Rethinking Javanese Religion: The Prospect of New Descriptions of Javanese Traditions
This study describes religion in Java.
- Jochem van den Boogert
Although general consensus assures us that about 90% of the Javanese are Muslim, Islam in Java is hardly homogenous. Generally speaking a basic distinction is made between “true Islam” and “Javanese Islam”. The latter is usually described as a mix of practices and beliefs drawn from various religions such as Islam, Hinduism, Buddhism, animism and ancestor worship. It is characterised as extremely tolerant, syncretist, and ritualistic. This description comes with its own set of cognitive problems, such as: How can Javanese Islam tolerate practices and beliefs that are in contradiction to the fundamental precepts of Islam? Why, although most scholars agree that a Javanese religion distinct from “true Islam” exists, is there a fundamental disagreement on its name and nature? Why, despite these and other cognitive problems surrounding this concept, does Indonesian Studies continue to use it?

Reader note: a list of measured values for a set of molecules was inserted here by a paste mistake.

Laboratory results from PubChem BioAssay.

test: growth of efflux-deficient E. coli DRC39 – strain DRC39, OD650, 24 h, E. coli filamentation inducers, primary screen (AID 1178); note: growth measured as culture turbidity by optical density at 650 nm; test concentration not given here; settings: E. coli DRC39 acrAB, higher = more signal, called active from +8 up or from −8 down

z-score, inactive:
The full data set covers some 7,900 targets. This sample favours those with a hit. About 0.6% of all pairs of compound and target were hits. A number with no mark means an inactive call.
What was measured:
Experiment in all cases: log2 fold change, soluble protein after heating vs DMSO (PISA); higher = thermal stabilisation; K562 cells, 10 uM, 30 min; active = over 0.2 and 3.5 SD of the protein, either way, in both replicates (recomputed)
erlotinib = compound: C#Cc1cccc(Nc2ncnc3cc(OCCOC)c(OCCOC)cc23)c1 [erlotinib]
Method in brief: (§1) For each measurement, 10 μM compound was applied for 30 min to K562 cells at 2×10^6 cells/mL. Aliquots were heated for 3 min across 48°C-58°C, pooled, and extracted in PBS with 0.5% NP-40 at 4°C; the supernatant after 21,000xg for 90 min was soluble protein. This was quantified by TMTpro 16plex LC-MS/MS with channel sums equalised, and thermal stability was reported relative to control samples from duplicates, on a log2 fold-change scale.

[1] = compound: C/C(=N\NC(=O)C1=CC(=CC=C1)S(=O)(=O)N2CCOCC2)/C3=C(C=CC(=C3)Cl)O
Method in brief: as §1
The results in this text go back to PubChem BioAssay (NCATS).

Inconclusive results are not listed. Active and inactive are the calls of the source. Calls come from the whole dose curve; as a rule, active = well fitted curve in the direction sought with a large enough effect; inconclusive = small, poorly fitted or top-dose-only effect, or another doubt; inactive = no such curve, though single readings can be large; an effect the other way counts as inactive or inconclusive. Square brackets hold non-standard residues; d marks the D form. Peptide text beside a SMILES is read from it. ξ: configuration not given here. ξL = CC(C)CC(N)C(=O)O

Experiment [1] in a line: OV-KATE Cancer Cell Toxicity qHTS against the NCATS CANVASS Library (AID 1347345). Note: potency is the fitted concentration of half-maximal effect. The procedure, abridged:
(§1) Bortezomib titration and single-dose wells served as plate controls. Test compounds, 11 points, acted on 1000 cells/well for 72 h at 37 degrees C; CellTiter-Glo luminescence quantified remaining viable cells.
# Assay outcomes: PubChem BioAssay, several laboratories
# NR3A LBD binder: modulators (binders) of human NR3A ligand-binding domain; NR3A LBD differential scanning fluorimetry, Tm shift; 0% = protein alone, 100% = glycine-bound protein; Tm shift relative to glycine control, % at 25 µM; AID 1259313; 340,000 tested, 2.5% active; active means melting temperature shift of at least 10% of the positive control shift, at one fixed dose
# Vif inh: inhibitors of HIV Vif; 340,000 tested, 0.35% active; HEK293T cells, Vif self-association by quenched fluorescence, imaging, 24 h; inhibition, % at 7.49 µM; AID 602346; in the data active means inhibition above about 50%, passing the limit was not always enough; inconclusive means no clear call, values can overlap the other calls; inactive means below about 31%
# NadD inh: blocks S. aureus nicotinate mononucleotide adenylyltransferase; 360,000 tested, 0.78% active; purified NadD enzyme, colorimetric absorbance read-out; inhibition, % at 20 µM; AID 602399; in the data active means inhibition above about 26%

My research shows that Javanese religion as a concept originates in the colonial era. It lent intelligibility to the way a foreign culture, i.e. a Western, Protestant-Christian culture, experienced certain aspects of Javanese reality. I trace the history of the concepts of Javanese religion, such as “Javanese Islam”, “Javanism”, “agama Kejawen”, from early travel account, reports from civil servants, over missionary reports, the findings of orientalists and Indologists, to the works of anthropologists and contemporary social sciences. This history shows an absence of empirical and theoretical proof for the existence of a Javanese religion. This being the case, how do we explain the stubborn use of the concept of Javanese religion?